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Rattle Their Chains

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iTunes Review

For Rattle Their Chains, the fourth album by Texas songwriter Brian Wright, a strong backup band adds the camaraderie and muscle that was arguably missing from the excellent House on Fire, where Wright accompanied himself on a laundry list of instruments. Thanks to this added firepower, a song like “We Don’t Live There” bursts to life with neat lyrical observations about his old Hollywood neighborhood, where he saw his share of crafty characters who feel more dangerous in retrospect. A double-tracked tune like “Hear What I Want” has a looseness that relieves the carefully sculpted quieter moments. Songs like “Red Rooster Social Club” and “Weird Winter” need their relief for the stories to stand out and not get lost in a constant flurry of literary moments. Besides, as a tune like “Face of the Earth” shows, Wright’s a solid country singer when playing that part, too.

Customer Reviews

Brilliant... But Overproduced (4.5 stars)

Brian Wright is the best contemporary singer-songwriter I've heard in the last ten years. His strongest asset is his story-telling, which at times can be overpowered by the excessive instruments and overproducton. But instead of whine, I 'd rather recognize great songwriting and support great art.

A Battle of Familiar and Comfortable

In my reckoning Brian lays claim to many near flawless works. Crafting genuine stories from across the American landscape. Depicting unique individuals who have been both a blip on the radar and eternally epiphanic in their brief presence. Charming lyrics that paint complete pictures of the flaws within all of us and highlighting the inevitable heartbreak that only a finite life can appease.

RATTLE THEIR CHAINS lacks much of the moody and raw cohesiveness from previous albums that culminated in HOUSE ON FIRE. The experience seems muted both in the tonal quality of the recording and the content presented. Like a picture of a photograph the separation between story, storyteller and listener seems stretched in a way not present in previous work.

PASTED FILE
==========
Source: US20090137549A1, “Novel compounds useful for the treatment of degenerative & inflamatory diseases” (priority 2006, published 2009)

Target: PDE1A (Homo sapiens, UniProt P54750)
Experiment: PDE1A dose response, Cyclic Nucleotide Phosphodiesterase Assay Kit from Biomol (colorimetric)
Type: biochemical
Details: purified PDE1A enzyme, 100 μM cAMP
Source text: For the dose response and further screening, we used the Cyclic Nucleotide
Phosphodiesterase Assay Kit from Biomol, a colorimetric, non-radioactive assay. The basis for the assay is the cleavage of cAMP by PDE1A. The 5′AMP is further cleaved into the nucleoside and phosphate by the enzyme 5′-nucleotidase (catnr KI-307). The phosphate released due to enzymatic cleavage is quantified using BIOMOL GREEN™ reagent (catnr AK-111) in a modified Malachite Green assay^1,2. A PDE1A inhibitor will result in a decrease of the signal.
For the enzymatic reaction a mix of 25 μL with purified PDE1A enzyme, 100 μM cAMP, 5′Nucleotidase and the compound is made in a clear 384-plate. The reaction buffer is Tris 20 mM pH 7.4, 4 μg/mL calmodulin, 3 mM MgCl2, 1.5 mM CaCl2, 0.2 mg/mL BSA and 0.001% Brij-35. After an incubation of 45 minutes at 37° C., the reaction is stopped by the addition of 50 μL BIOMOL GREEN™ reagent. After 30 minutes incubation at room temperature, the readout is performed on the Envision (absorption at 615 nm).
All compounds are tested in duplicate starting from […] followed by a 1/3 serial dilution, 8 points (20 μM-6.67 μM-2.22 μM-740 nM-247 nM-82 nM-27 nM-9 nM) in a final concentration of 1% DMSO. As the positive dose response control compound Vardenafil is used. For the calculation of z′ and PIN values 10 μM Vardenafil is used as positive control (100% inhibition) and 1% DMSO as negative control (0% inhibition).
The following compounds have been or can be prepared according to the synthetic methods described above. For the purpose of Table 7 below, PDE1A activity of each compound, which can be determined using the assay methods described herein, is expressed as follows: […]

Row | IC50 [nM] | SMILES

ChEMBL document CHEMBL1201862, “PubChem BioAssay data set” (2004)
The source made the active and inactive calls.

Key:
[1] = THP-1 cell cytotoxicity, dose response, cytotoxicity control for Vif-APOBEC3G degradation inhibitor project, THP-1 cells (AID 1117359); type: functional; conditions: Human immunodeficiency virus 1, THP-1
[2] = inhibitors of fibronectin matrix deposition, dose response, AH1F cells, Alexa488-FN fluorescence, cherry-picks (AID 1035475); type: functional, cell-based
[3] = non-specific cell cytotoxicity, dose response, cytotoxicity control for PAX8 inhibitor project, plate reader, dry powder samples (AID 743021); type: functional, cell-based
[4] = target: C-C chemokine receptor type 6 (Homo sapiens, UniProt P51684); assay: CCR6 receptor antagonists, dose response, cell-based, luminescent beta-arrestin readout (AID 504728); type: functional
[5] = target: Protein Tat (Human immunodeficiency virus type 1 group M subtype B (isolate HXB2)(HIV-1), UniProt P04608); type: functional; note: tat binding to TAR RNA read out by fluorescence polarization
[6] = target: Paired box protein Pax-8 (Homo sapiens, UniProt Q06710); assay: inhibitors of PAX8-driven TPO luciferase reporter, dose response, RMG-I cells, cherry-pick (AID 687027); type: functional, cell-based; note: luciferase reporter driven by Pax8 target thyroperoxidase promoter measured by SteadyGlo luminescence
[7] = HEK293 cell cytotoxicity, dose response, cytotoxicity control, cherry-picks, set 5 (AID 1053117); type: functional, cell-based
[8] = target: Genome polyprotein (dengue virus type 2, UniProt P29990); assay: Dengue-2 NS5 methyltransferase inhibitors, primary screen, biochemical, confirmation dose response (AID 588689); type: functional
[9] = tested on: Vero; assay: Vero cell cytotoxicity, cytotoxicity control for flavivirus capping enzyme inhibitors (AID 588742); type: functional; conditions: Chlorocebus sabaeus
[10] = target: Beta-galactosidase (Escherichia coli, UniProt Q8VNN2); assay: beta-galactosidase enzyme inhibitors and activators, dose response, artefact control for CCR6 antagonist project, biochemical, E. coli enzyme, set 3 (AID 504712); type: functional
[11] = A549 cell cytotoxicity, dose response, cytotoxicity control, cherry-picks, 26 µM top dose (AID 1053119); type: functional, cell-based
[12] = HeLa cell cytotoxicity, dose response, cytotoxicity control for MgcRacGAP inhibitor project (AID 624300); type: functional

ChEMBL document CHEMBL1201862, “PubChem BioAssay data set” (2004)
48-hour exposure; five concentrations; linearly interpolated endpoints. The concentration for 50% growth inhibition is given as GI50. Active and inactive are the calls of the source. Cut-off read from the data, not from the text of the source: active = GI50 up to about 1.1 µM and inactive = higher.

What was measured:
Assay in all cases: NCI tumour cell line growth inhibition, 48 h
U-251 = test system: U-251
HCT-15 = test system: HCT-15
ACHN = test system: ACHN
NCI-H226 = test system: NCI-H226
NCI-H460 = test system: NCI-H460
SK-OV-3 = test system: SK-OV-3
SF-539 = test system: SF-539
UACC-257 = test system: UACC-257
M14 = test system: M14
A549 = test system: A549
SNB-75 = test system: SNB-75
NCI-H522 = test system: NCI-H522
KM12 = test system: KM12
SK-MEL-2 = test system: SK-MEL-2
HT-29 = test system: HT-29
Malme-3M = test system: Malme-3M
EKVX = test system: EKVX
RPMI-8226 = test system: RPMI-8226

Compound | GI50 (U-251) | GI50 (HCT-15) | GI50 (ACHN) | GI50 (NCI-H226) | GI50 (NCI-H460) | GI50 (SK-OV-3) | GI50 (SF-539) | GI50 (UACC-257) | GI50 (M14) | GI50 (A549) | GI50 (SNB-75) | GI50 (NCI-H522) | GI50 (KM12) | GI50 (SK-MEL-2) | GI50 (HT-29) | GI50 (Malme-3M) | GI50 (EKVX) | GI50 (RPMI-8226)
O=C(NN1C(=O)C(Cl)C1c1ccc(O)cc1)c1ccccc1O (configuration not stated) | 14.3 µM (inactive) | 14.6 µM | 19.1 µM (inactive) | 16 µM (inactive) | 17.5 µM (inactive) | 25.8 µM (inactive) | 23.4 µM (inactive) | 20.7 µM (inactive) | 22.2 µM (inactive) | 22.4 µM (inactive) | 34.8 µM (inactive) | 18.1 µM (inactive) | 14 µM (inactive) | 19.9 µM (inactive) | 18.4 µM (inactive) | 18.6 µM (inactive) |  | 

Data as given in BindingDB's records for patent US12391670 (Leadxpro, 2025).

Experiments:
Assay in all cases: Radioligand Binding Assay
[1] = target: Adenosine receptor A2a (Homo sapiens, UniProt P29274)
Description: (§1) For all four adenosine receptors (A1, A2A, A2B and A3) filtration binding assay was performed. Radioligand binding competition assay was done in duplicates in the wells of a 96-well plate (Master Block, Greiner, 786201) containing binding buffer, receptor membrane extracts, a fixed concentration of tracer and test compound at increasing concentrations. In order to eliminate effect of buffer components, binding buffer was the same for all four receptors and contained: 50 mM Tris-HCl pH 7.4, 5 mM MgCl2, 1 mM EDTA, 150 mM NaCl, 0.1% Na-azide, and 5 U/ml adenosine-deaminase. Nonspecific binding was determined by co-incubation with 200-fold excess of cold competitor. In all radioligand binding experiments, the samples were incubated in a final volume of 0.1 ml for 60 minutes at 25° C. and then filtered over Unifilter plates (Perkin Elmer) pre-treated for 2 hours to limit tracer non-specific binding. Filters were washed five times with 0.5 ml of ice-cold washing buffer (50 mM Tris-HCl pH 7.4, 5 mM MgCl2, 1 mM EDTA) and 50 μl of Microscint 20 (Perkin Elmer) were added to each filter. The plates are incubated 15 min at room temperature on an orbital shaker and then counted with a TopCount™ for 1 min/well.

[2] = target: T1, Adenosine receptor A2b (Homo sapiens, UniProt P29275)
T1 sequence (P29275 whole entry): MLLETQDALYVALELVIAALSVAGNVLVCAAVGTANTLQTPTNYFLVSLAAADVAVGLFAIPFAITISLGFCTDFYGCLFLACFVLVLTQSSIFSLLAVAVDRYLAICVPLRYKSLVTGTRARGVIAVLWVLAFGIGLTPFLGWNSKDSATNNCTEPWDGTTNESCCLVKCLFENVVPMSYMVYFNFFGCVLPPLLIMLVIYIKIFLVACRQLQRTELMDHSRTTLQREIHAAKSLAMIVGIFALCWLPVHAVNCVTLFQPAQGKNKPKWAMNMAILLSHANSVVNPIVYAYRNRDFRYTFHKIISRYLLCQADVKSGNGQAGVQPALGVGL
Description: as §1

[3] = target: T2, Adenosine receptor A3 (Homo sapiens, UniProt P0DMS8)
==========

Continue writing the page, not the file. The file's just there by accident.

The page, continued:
RATTLE THEIR CHAINS is not without moments of pause and introspection for listeners. Weird Winter starts a transition for the album. The theme gravitates to familiar territory both in lyrical content and song structures. Bouncing, yet dark saloon-styled piano lined with horns and choirs. Rich stand-up bass plucked through by the pang of a banjo.

YOU GOT IT ALL seems like a natural progression from lyrics of MORNING CIGARETTE: "you know we'd probably live forever, we just follow the plan". The track unwinds as if displaying an acceptance that life won't provide any answers. A perfect lead in to the self-reflexive motif of ROSALEE, a title that is both new and familiar. A song that searches for a definition of an individual and crescendos in a new sound for Brian that conveys a high level of elation. Possibly the strongest section of the album.

I can't remember another time where Brian has stripped down and sang directly to his audience in the same way that the does in LOVE MY LITTLE BABY. This track is a fitting ending to the album. An album battling between the familiar and the comfort of that familiarity.

Please don't let this be the only Brian Wright album you own. Let this be the Brian Wright album that ties a bow on his works to date. At least while we wait for more music to unwrap.


Born: Waco, TX

Genre: Singer/Songwriter

Years Active: '00s, '10s

An intelligent and thoughtful songwriter, Brian Wright was born in Mclennan County, Texas, near the highway and the trains, as he recalls it, perhaps explaining why he feels so at home on the road. Wright spent his twenties playing the Austin/Dallas bar circuit, eventually moving west to Los Angeles, becoming a fixture in that music scene, as well, with his band, Brian Wright & the Waco Tragedies. After releasing two albums, Bluebird and Dog Ears, Wright broke through to the...
Full Bio
Rattle Their Chains, Brian Wright
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Customer Ratings